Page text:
From track to track, I’m With Her infuses their sonic palette with so many unexpected and subtly captivating elements: the jagged guitar lines and chanteuse-like delivery of “I-89,” the percussive vocal phrasing of “Game to Lose,” the ghostly harmonies and eerie atmospherics of “Wild One.” At the same time, the band’s finely wrought lyrics gently shift from the darkly charged storytelling of “Pangaea” to the sleepy sensuality of “Ryland (Under the Apple Tree)” to the romantic travel tale of “Overland.” And on the Gillian Welch-penned “Hundred Miles”—a gorgeously understated track, and the album’s only song written outside the band—See You Around closes out with a world-weary but potent message of hope.

All through See You Around, I’m With Her exhibit a refined musicality that reflects their deep musical roots. After years of crossing paths in their intersecting scenes, the three musicians came together by happenstance for an off-the-cuff performance at the Telluride Bluegrass Festival in summer 2014. The very same day, a mutual friend texted them with a last-minute request to open a show that night at the Sheridan Opera House. “We had two hours to prepare for a 30-minute set and we said, ‘Let’s do it, let’s skip margaritas and rehearse,’” O’Donovan recalls. “We worked up six or seven songs in the bathroom, and then went on to this crazy-energetic crowd at one in the morning. I’ll never forget how amazing that felt.”

Later that year, Watkins, O’Donovan, and Jarosz met up in New York to prep for a series of European shows in early 2015, carefully crafting their own arrangements of songs by artists ranging from Jim Croce to Nina Simone. “When you’re arranging a song, you’re communicating in ways that sometimes can be really inefficient,” says Watkins. “But with us it felt like we were all in a similar rhythm.” As their chemistry continued to deepen, the trio soon founded I’m With Her and transformed the project into a fully realized band. “Once you decide it’s a band, you can put it higher on your priority list and give it more attention,” says O’Donovan. “The bar gets raised when something has an air of permanence about it, and that’s definitely been the case for us.”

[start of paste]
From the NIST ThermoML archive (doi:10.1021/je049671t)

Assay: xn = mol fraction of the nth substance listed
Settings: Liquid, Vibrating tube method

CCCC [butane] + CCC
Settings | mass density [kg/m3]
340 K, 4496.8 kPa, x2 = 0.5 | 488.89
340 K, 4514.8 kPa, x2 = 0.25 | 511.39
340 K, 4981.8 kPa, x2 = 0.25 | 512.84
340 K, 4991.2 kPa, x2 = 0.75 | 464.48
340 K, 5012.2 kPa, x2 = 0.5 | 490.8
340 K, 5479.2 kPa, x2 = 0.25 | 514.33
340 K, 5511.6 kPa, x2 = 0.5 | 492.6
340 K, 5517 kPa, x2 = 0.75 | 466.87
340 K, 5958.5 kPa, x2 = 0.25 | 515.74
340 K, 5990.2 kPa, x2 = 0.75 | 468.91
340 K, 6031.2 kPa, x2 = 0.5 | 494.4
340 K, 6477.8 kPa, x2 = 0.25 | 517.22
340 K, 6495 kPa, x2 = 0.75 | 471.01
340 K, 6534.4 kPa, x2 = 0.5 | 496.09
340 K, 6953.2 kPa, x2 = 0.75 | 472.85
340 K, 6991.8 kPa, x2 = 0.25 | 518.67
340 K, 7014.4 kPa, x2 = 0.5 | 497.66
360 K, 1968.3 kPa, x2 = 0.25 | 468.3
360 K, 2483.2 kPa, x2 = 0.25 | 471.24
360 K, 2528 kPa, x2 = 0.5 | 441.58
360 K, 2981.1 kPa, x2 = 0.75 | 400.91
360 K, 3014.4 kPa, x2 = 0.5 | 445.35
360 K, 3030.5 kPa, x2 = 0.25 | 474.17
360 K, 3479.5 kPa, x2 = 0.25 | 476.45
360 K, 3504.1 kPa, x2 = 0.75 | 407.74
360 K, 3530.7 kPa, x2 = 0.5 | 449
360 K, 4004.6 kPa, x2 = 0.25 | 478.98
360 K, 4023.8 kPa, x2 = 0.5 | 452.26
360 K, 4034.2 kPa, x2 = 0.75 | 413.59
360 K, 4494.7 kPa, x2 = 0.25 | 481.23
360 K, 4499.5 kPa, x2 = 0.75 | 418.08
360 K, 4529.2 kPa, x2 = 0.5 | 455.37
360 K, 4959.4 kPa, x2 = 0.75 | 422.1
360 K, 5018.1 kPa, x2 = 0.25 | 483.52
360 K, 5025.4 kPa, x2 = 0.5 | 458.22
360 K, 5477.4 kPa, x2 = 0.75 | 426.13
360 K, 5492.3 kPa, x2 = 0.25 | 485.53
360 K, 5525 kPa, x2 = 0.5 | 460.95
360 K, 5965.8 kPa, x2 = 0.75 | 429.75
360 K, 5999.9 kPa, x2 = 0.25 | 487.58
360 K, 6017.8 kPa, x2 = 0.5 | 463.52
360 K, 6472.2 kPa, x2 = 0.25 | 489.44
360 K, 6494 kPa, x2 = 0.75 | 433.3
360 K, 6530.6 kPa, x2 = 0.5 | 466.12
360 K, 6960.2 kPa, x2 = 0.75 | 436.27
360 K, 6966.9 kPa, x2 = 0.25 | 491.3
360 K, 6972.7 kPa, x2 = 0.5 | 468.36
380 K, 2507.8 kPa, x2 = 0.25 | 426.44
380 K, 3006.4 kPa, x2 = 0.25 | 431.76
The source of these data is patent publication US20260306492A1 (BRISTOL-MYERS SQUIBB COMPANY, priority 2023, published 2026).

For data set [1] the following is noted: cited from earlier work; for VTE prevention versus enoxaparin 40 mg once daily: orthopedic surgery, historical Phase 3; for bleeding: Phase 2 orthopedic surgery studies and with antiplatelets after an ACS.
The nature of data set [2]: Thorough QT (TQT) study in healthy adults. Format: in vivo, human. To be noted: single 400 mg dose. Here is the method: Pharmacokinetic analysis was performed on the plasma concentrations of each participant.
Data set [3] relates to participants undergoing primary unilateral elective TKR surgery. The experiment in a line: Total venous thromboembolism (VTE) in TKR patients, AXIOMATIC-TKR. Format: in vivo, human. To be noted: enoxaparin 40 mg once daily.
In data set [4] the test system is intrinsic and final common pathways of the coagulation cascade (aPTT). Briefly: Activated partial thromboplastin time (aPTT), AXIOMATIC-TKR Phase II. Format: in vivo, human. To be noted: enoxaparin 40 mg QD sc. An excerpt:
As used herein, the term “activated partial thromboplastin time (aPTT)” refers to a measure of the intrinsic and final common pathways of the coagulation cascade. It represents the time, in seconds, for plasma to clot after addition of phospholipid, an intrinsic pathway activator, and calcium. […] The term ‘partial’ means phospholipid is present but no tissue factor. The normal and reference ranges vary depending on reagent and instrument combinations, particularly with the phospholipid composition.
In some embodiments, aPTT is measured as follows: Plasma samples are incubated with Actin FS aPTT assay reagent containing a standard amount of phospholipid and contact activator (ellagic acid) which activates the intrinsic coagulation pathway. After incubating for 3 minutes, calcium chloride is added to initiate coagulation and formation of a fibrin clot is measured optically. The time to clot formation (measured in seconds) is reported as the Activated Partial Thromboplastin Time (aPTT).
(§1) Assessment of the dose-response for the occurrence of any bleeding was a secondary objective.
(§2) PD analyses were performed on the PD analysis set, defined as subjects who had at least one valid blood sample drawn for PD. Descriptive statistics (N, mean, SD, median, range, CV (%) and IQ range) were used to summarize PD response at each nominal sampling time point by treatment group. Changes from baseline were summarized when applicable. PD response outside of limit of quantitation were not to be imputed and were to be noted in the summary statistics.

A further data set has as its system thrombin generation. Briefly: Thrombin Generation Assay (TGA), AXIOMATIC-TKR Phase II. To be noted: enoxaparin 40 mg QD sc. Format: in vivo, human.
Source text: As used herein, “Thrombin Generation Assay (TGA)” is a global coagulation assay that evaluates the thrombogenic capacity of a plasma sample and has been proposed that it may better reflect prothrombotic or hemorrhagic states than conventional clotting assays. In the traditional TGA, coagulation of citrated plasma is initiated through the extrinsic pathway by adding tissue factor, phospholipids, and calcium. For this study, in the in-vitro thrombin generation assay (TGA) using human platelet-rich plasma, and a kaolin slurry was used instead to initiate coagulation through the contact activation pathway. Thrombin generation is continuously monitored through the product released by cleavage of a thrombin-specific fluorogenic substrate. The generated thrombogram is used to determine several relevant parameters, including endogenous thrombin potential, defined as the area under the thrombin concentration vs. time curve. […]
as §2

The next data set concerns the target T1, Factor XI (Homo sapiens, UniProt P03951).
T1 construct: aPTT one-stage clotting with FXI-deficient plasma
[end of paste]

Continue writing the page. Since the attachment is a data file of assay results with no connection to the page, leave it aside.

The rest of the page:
Although I’m With Her spent most of 2015 performing at festivals around the world, the band also holed up for their first-ever writing session that summer in L.A. “By that point it had started to solidify that we travel well together, play well together, eat well together—it felt like we’d tested our compatibility in all these different zones,” says Watkins. And after just four days of writing, it was clear that their compatibility extended to the art of songcraft. “I loved the songs, we all loved the songs,” says Jarosz of that first batch of tracks penned in L.A. “I think that really sparked the flame for us to make a full record together.”

When it came time to get working on the record, I’m With Her convened at a borrowed farmhouse in Vermont and spent over a week carving out new material, leaving only to replenish their supply of Heady Topper beer. “We were completely on lockdown and didn’t interact with another human being for eight days,” says O’Donovan. “If you can get through that and, at the end, still be so excited about what you’re doing, then that says a lot about the whole creative flow as a band.” Jarosz adds: “A lot of times you approach songwriting as a solitary act, or maybe choose to write with one other person you feel comfortable with. It’s a whole other beast to have three people writing together, juggling all these different ideas and personalities. But somehow for us, all of the songwriting was just so seamless.”

In Vermont, the band settled into their creative stride, but when the additional voice of producer Ethan Johns was added to the process in the studio, they found themselves starting another round of learning and growth. “Going into the recording, there were a lot of unknowns and a lot of questions,” says Jarosz. “It was a challenge for us to figure out how to make our vision and Ethan’s vision come together in a way that worked for everyone, and there was definitely some friction at times, but about halfway through we started to work it out.” With each member playing guitar and handling various aspects of the instrumentation— including fiddle and ukulele for Watkins, mandolin and banjo for Jarosz, piano and synth for O’Donovan—the band cut most of the album live and under exceptionally close-knit conditions. “Ethan had the studio so that we played all in the same room and facing each other,” Jarosz says. “There was really no separation between us at all.”